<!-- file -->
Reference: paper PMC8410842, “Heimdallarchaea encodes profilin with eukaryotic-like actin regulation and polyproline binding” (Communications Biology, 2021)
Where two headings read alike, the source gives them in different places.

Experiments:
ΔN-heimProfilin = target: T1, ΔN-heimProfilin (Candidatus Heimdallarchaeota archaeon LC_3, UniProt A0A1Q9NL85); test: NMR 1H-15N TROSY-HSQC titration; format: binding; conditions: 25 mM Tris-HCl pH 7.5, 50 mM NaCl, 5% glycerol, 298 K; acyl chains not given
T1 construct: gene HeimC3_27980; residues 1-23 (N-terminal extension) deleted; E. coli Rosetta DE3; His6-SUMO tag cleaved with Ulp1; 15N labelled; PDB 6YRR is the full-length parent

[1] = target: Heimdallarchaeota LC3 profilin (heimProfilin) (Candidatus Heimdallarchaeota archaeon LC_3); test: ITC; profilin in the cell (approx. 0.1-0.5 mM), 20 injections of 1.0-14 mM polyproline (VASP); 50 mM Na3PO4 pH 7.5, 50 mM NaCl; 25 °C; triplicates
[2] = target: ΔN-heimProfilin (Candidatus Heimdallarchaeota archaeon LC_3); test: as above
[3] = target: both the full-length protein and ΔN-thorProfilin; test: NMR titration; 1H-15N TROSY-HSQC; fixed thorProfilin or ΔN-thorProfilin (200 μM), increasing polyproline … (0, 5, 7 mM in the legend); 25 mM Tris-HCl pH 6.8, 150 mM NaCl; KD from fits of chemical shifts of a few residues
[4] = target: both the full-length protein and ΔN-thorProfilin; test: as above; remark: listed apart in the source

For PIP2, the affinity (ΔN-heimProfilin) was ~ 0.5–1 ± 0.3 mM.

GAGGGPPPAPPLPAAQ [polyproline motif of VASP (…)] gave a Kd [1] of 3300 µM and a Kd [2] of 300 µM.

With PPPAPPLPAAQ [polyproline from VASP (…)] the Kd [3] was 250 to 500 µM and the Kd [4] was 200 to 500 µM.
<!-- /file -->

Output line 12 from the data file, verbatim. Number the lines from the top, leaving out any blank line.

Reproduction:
With PPPAPPLPAAQ [polyproline from VASP (…)] the Kd [3] was 250 to 500 µM and the Kd [4] was 200 to 500 µM.